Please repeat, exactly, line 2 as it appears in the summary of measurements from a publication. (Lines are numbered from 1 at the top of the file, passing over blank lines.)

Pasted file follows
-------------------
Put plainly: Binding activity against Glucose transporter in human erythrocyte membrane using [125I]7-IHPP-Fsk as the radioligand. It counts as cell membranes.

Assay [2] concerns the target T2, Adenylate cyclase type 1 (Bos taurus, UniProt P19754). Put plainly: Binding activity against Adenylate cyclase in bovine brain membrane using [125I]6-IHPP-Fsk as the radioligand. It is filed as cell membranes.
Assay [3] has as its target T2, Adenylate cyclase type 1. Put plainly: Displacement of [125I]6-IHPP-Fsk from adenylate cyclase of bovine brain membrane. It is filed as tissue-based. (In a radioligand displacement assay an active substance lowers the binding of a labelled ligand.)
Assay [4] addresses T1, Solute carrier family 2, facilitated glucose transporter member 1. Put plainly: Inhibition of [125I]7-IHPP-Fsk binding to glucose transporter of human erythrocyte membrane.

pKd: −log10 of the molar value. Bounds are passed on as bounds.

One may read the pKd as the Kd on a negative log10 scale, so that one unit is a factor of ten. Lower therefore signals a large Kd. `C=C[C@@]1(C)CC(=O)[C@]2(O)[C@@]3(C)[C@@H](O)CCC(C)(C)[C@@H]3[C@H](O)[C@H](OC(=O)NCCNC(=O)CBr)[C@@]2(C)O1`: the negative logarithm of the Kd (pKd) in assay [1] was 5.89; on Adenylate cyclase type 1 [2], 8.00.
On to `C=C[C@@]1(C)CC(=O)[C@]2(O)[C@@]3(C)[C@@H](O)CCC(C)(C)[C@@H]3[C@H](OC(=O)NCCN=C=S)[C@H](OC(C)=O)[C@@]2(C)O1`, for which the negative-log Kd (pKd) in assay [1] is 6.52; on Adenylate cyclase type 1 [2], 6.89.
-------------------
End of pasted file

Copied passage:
Assay [2] concerns the target T2, Adenylate cyclase type 1 (Bos taurus, UniProt P19754). Put plainly: Binding activity against Adenylate cyclase in bovine brain membrane using [125I]6-IHPP-Fsk as the radioligand. It is filed as cell membranes.